This is all a little unfair to Dame Edna II. Australian media and academia have largely shunned any serious treatment of such an unpleasant development. After all, modern Australians have only ever known a world where global norms have been defined from either London or Washington. It might be unsettling to be prompted to reflect on the possibility that China and its Confucian neighbourhood of over 2 billion highly productive people might take over that role. Moreover, there is no one in Australian politics, government, media or business who would have a clue how to behave in such a world.
Surely, it is enough for our Prime Minister to conform to widespread community ignorance and rely on the US to be able to keep on printing and selling its paper money to maintain its grossly overextended global military activity. After all, no one could believe that the Chinese might have been able to back their growing wealth with some sort of superiority in military technology.
Having been in charge of the education revolution during the Rudd government, Dame Edna II knows how hard it is to do anything serious in lifting educational standards. She can be relied upon to readily dismiss warnings from those who might refer to the fact that China graduates larger numbers from its universities each year than America and India combined, that Chinese graduates are often the best at other peoples’ universities and that there are more Chinese military officers studying in US universities than there are American military officers - as Tony Corn reports in a piece on Grand Strategy with Chinese Characteristics.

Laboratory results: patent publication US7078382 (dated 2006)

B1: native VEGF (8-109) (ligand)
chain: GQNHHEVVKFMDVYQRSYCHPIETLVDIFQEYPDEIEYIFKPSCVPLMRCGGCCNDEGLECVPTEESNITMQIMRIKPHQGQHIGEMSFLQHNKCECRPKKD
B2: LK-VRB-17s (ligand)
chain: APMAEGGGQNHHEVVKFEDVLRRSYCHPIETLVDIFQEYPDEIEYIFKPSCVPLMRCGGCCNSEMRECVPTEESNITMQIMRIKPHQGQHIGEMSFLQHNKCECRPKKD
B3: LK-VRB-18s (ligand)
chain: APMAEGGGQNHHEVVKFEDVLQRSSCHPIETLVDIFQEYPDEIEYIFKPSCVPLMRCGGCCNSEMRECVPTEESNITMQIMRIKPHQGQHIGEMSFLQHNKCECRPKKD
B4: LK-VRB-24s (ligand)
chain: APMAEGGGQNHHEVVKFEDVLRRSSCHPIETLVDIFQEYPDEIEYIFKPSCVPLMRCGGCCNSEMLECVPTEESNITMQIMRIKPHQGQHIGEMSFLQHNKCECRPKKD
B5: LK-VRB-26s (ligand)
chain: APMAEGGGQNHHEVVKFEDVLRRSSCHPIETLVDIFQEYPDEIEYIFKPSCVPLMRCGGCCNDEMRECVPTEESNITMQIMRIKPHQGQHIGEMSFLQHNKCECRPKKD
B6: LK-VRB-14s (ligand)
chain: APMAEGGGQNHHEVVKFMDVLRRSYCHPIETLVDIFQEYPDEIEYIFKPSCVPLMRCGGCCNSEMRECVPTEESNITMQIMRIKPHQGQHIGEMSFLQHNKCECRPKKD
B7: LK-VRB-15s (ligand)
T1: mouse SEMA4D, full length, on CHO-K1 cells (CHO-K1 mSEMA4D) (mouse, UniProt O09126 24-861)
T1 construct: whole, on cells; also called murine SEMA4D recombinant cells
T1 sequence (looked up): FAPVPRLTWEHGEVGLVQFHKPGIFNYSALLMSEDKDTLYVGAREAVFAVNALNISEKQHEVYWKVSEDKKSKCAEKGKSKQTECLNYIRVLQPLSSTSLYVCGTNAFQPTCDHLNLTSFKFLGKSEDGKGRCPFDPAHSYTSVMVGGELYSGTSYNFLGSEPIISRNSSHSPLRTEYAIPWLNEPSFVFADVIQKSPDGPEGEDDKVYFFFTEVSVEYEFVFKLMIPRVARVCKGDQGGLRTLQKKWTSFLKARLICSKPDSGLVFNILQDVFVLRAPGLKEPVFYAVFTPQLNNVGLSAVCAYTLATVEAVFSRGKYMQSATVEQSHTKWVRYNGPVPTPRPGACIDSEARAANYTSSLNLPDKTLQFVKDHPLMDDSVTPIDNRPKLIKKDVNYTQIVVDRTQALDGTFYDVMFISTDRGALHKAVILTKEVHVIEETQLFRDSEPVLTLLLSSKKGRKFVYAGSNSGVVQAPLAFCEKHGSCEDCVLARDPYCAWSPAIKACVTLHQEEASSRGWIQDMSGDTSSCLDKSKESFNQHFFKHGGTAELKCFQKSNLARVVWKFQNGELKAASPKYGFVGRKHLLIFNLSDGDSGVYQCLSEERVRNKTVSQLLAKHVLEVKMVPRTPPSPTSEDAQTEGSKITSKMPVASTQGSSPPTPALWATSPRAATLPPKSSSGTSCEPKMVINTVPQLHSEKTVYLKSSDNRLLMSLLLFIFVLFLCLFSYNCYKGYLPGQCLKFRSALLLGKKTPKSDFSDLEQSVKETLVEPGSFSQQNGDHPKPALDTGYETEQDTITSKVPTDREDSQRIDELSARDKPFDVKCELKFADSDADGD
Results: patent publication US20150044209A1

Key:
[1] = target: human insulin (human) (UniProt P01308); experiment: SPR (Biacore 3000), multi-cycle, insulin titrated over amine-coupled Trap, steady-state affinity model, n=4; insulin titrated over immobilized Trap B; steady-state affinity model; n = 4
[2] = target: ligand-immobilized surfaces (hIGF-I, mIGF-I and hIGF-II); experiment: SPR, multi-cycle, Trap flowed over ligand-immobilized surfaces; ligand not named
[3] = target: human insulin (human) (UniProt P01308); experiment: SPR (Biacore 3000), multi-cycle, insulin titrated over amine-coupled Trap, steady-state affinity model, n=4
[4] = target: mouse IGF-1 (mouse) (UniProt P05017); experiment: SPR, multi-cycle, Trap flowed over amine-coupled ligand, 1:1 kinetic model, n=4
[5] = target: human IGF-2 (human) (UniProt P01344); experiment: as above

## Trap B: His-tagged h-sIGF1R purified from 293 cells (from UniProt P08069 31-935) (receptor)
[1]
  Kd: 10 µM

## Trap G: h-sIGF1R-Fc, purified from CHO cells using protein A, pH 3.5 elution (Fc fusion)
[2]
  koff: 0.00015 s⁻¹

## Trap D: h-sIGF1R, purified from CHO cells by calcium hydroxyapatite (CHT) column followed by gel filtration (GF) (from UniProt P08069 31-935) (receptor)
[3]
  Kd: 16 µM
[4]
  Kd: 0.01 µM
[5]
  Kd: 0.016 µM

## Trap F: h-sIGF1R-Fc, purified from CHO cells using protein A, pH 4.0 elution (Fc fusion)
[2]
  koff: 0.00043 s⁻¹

It is difficult not to sympathise with Dame Edna II. Why should she have to bother with these tiresome problems to which no one in Melbourne pays any attention? Indeed, thanks to the Australian media and academia, there are very few Australians who display any concern about them. Moreover, if anyone steps out of line, like that inconvenient Hugh White, there is no shortage of voices eager to highlight his failings.
So, if only the important people in China, Indonesia, Turkey, Iran, Russia and India could spend a little time in Melbourne with Dame Edna II’s friends, it might be possible to do away with these overseas trips that distract from the multiplying problems at home.
Unfortunately, the time may not be far away when it has to be explained to Dame Edna II that she, like Kevin 07, has had her time (admittedly somewhat more brief) and that the party of Gough Whitlam, Bob Hawke and Paul Keating has to be put into the hands of someone less comic, perhaps Greg Combet or Bill Shorten, for the sake of the party - and of the nation.
In its 200-year history, Australia has never before found itself addressing such major global realignments of power, with the possible disintegration of Anglo-American global order and its associated post 1945 international institutions and values The fact that, fundamentally, this is being driven by increasingly transparent inadequacies in the US political system rather than by overt external aggression does not make it any less serious. So some thoughtful persons may just have to take Dame Edna II aside and explain that the nation can no longer afford her type of entertainment.